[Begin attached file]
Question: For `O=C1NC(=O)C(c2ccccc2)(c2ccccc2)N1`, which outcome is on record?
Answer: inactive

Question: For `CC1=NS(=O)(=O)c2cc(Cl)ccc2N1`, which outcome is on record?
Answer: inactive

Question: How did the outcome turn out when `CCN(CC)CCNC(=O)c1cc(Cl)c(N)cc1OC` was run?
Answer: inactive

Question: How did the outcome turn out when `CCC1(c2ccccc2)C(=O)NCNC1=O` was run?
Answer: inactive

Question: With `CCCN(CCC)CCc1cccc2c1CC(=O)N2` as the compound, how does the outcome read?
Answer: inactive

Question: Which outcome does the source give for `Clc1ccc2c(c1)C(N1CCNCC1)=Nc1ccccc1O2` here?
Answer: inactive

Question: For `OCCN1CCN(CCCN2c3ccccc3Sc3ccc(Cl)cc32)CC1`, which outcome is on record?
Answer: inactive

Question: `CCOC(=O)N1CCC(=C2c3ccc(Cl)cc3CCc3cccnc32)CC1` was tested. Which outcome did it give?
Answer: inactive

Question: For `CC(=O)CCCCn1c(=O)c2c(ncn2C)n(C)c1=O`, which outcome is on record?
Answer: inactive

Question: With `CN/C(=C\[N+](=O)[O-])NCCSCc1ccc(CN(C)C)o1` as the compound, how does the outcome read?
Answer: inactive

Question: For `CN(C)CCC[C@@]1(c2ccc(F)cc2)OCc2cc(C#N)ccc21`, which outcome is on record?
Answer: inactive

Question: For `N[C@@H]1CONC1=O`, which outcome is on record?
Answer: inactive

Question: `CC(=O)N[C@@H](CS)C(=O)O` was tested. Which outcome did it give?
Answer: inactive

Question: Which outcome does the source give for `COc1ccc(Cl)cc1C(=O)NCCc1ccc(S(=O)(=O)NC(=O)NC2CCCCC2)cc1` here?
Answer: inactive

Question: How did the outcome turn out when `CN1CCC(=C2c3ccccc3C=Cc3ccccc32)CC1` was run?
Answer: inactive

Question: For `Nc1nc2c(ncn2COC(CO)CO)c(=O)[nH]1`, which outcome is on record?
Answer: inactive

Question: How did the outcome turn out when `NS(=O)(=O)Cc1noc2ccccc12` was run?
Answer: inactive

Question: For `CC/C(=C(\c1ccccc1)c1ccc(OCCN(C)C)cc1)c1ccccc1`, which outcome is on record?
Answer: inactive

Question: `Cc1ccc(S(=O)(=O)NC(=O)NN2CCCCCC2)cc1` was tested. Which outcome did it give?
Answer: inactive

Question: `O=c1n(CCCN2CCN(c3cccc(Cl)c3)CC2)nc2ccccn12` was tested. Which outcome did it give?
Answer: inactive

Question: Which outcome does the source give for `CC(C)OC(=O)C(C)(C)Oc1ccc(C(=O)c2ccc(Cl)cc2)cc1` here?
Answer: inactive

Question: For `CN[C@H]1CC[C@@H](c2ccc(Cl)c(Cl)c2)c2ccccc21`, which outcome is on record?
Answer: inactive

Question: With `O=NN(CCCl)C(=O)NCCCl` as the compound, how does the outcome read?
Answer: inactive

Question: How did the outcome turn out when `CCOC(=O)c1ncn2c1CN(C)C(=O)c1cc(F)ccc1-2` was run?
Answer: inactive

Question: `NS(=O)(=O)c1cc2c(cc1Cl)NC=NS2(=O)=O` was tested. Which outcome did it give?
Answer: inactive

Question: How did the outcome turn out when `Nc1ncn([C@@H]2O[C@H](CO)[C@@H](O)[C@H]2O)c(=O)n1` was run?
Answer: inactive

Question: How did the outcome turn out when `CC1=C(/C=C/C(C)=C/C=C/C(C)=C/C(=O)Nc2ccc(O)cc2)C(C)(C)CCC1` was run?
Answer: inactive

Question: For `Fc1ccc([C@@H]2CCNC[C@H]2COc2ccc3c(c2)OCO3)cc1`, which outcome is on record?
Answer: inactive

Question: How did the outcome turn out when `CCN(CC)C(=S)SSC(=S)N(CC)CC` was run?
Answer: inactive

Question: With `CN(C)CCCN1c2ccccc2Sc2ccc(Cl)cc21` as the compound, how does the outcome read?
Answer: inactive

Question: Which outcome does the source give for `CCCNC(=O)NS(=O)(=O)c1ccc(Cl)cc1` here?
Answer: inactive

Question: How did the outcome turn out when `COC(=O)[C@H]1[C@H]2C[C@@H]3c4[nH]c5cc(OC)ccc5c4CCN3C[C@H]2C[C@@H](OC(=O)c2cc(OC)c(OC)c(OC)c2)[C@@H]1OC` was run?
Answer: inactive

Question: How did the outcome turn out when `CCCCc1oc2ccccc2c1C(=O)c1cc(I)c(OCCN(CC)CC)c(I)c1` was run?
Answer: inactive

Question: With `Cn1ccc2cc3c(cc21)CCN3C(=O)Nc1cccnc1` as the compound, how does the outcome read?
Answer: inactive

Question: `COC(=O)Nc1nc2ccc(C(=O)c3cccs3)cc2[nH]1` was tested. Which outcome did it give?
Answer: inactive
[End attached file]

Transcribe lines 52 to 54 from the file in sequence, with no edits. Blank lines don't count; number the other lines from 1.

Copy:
Answer: inactive

Question: How did the outcome turn out when `CC1=C(/C=C/C(C)=C/C=C/C(C)=C/C(=O)Nc2ccc(O)cc2)C(C)(C)CCC1` was run?
Answer: inactive